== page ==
Going into the last race day, Flash Gordon led Transfusion, followed by four teams -Struntje Light, Enfant Terrible, Groovederci (USA), Plenty (USA) - within three points of each other in third to sixth place, providing a high chance for a leader board reshuffle.
The final day of racing started off with 12-15 knot westerlies. While the race committee’s plan had been to run three races to reach the ten-race maximum, the breeze proved shifty enough to cause several postponements, resulting in two races contested for the day.
Flash Gordon 6 maintained a comfortable lead going into the last day, ten points ahead of Transfusion. Capitalizing on their steady performance, Flash Gordon 6 safely finished 6-7 for the day, while behind them a win by Enfant Terrible allowed the Italians to slide by Transfusion to capture second place by one point.
The winner of the world championship, Helmut Jahn’s Flash Gordon 6, finished on 41 points after nine races, ten points ahead of the second placed boat, Alberto Rossi’s Enfant Terrible. Flash Gordon 6’s win was notable for their single digit score line: 2-6-3-6-3-5-3-6-7.
Timing is Everything
This was Bill Hardesty’s eighth Rolex Farr 40 Worlds, his fifth consecutive as tactician on Flash Gordon. As for timing, the first right call the team would make would be training at the venue. Hardesty said, “We got here (Chicago) ten days early. No one else was here. It was windy, it was difficult, but worth it.”
The game plan on Flash was to be consistent. Hardesty said, “I told the team ‘the best worst race is what’s going to win this thing. We’re going to make this as boring as possible, we’re going to chip away at it and not win anything, and try to win the overall’. Amazingly it worked for us, there usually always seems to be a bad race here or there that can get you, but we were able to avoid it.”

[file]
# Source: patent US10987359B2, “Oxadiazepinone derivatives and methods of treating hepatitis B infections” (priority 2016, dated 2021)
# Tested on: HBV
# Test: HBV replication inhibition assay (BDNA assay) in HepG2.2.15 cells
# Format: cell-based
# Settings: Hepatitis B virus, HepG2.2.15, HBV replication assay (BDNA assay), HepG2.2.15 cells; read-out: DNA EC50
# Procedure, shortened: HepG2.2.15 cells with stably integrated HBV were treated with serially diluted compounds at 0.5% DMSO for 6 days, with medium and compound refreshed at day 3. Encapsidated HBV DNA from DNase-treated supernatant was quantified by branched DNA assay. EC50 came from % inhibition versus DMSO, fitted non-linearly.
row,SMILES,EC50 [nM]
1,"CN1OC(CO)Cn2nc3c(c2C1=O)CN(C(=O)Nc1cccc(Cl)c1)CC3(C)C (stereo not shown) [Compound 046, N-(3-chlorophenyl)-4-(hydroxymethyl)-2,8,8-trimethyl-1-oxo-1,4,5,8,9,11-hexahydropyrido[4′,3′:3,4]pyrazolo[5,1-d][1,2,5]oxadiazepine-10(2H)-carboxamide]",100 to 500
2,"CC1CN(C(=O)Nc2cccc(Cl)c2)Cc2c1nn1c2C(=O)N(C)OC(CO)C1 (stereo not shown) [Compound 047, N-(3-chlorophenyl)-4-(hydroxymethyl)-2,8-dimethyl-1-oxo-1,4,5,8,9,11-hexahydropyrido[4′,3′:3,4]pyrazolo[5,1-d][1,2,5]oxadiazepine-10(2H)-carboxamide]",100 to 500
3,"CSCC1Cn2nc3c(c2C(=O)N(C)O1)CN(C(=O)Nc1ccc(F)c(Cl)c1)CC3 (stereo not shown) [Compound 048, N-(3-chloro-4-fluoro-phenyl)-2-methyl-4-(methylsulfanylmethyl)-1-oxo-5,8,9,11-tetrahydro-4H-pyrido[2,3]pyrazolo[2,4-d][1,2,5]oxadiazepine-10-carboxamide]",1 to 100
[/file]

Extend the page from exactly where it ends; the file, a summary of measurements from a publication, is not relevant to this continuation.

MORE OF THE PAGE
Hardesty had kudos for owner Helmut Jahn, “Helmut’s ultra committed to the whole sport, serious as can be, he doesn’t put up with anyone not giving 100 percent. Everyone performs well because he’s a joy to work with.”
Flash Gordon himself
All of Helmut Jahn’s boats have been named Flash Gordon after the moniker was given to the architect following his postmodern design of the State of Illinois Center in the mid-1980s. Jahn came to Chicago in 1966 for graduate studies at the Illinois Institute of Technology. His plan was to stay for a year, and 46 years later, he’s still there. Chicago struck a chord with him, “the city is very open, made out of natural elements, like the lake,” he explained, “It’s small, easy to get around and I felt very comfortable with the people.” At that point it was also the capital of architecture, Mies van der Rohe was still alive, and Jahn said, “I met some of the best architects and engineers that existed”.
It was also around that time that the up-and-coming architect developed a love of sailing, joining a friend on his Lightning on Lake Michigan, and then quickly moving up: he had Bruce Farr design a 39 foot boat, followed by a 43-footer. With a move to a Farr 49, Flash Gordon 3, Jahn campaigned as part of the U.S. team in the 1997 Admiral’s Cup and won.
Soon after, tired of the modifications needed to stay competitive in that class, Jahn bought a Farr 40. It would be the first of three he would own, as he settled into a class with a camaraderie he enjoyed - as well as the opportunity to sail with his son, Evan, who is his co-helmsman.
About the class, Jahn said, “It’s a great group of people, we still like each other, we don’t destroy each other like we did in the beginning! We are all competitors and we also have a friendship. There’s not this vicious will for achieving something at someone else’s cost.”
That’s a Wrap
On Thursday evening, the Rolex Farr 40 awards presentation was held at the River East Art Center, a restored warehouse built in 1905 on the north bank of the Chicago River. Two hundred competitors, race committee members, friends and family enjoyed the prize giving celebration, where the Rolex Farr 40 World Championship trophy and a Rolex Yacht-Master timepiece were presented to hometown heroes, Helmut Jahn and his crew on Flash Gordon 6. The 2013 Rolex Farr 40 World Championship will take place in Newport in late August.